Whilst preparing to film Tabu, director Miguel Gomes and cinematographer Rui Poças were acutely aware that this may well be their last chance to shoot a feature on celluloid – with the rising price of film stock, processing fees and the industry’s rapid conversion to digital formats making it less and less economically viable. With the death of the medium looming over them, Gomes and Poças seized this final opportunity, shooting their tale on luminous black-and-white film stock, in Academy aspect ratio, toying with the forms of early Hollywood cinema to craft an aesthetic drenched in melancholic nostalgia. This archaic aesthetic is apt for a film so preoccupied with the subjects of memory, loss, disappearing and death.
At a crucial moment, halfway through the narrative, as the action shifts from present-day Lisbon to 1950s colonial Africa, Gomes too switches from 35mm to 16mm film stock, changing the very substance of the filmed image. Crisp, defined compositions are replaced with grainy, dream-like pictures that offer some comment on the slipperiness of memory, indistinct and distorted over time. Here Gomes overtly incorporates the formats he’s shooting on into the storytelling process so that the very substance and texture of film becomes a character in itself.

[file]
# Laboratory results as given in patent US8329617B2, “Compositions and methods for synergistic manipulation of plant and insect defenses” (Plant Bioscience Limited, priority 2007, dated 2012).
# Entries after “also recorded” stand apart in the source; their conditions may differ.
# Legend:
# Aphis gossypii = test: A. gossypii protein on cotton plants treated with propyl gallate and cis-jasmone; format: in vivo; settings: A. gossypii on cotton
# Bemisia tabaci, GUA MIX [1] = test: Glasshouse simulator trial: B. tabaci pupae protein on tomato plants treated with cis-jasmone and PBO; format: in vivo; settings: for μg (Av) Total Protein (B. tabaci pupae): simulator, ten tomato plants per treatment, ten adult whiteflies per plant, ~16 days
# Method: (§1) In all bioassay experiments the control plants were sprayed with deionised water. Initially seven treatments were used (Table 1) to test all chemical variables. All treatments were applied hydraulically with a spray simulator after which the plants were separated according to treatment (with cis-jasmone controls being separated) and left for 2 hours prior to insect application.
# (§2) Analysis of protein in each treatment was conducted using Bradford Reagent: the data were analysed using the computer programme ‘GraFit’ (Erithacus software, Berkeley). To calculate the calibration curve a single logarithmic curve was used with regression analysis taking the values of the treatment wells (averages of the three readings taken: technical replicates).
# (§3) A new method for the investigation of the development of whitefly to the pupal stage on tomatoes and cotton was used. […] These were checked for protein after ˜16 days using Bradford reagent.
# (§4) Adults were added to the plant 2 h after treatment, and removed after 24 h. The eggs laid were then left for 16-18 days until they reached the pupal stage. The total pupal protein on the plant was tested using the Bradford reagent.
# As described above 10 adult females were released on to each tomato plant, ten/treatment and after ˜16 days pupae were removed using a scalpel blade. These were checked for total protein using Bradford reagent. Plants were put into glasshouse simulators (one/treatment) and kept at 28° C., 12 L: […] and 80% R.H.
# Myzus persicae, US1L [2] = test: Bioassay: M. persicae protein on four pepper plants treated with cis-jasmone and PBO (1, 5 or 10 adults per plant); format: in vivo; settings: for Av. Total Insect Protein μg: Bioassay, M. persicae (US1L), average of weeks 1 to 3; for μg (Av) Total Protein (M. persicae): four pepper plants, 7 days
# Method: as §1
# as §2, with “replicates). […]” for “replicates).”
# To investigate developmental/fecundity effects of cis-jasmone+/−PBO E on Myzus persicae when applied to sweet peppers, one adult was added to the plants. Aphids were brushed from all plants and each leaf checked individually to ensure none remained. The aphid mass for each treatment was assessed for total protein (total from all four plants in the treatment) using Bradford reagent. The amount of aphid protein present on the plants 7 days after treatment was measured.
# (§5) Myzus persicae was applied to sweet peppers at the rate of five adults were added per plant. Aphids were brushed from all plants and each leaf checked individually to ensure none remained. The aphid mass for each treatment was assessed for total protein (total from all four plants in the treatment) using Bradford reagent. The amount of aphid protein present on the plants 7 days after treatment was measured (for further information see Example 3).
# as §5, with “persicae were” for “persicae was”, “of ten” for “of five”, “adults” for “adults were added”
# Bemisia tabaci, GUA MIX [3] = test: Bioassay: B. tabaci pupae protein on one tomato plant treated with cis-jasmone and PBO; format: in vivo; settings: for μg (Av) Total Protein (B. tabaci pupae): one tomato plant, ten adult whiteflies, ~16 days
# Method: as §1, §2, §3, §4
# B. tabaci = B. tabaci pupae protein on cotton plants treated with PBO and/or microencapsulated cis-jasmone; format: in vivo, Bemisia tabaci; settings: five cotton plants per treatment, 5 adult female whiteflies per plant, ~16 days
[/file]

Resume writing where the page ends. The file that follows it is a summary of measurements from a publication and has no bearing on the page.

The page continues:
We’re proud to be able to screen Tabu on the only English-subtitled 35mm print currently in existence, courtesy of distributor New Wave Films. Given the spirit of Gomes’ backwards-looking piece, so immersed in the language of early cinema, we feel it fitting to present the film in its original analogue form. Although the tradition of projecting film on celluloid film may well be passing, like the ghostly spectres and melancholic crocodiles that perpetuate Tabu, it is, for a while longer in our cinema at least, lingering on.
Watch the trailer below and book tickets for the opening weekend.
Tabu runs at the ICA until 20 September.